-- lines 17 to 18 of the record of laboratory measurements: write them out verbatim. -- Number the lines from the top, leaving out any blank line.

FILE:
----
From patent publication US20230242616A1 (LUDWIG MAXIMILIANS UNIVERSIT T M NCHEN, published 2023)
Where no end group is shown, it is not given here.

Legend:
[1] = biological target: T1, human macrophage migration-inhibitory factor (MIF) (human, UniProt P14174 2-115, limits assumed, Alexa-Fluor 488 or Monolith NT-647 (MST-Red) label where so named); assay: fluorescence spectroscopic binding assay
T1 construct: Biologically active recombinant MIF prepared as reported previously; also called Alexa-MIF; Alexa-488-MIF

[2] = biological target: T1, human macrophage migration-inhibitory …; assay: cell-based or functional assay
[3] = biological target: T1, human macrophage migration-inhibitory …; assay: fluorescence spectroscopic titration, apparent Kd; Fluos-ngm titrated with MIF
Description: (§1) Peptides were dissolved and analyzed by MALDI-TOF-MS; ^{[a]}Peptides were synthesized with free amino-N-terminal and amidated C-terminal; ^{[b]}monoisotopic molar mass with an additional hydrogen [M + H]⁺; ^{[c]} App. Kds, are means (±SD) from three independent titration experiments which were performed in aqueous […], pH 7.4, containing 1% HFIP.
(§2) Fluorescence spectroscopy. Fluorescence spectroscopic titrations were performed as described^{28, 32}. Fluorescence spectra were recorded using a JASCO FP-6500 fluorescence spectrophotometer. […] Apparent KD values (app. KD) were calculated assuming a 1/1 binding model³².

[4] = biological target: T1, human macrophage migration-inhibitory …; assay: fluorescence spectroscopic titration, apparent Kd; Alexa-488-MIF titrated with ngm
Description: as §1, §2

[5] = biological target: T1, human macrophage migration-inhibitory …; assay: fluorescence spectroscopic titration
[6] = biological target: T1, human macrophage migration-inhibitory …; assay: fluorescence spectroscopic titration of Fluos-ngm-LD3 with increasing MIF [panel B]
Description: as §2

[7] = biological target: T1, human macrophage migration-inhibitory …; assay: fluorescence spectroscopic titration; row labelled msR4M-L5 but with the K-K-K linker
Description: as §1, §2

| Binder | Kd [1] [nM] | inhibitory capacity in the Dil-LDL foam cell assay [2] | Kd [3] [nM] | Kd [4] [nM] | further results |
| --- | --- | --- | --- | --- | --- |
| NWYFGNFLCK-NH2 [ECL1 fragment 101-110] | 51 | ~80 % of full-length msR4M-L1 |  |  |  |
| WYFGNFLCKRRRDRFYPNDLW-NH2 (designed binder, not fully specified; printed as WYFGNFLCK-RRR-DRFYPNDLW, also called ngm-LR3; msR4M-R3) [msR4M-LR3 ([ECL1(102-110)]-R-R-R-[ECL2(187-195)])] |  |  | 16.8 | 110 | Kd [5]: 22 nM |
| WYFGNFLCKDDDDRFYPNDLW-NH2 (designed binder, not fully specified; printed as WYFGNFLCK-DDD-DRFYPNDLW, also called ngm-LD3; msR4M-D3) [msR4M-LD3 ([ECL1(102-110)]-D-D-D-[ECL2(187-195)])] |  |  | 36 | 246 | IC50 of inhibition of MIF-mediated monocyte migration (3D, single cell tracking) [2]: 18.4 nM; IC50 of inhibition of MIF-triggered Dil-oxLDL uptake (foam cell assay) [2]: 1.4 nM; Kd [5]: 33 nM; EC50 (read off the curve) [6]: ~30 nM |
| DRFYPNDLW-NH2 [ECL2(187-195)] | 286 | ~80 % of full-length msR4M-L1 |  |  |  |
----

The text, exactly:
| Binder | Kd [1] [nM] | inhibitory capacity in the Dil-LDL foam cell assay [2] | Kd [3] [nM] | Kd [4] [nM] | further results |
| --- | --- | --- | --- | --- | --- |